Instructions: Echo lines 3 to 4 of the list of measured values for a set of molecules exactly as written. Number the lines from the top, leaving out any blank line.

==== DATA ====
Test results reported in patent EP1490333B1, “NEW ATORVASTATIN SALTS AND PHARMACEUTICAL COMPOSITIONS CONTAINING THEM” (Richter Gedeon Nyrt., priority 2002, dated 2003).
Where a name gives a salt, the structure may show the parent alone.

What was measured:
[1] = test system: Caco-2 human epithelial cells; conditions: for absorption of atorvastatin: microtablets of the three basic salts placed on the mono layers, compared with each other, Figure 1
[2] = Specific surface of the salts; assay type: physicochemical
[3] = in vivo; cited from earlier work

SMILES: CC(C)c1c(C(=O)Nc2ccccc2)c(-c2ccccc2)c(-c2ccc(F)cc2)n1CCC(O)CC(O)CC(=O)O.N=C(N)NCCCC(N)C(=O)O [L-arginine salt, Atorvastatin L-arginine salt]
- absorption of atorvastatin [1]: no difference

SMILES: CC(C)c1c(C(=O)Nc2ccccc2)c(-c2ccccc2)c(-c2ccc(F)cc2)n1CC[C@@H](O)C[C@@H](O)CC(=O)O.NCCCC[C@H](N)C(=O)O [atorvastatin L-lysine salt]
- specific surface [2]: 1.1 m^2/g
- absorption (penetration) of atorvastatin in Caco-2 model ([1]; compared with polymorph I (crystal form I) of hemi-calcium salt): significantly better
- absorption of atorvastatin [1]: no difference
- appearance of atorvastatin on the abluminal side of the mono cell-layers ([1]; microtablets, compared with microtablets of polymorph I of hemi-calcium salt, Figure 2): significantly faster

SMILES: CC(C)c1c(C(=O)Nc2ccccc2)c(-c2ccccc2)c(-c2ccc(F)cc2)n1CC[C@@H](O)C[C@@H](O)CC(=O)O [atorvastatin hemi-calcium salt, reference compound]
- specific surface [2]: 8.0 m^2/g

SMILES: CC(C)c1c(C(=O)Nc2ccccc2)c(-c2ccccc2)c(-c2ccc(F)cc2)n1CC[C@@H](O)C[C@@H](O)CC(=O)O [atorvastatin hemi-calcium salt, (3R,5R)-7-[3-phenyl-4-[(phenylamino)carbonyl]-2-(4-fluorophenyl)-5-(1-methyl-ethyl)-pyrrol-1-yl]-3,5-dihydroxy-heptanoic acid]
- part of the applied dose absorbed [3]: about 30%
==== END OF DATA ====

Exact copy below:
What was measured:
[1] = test system: Caco-2 human epithelial cells; conditions: for absorption of atorvastatin: microtablets of the three basic salts placed on the mono layers, compared with each other, Figure 1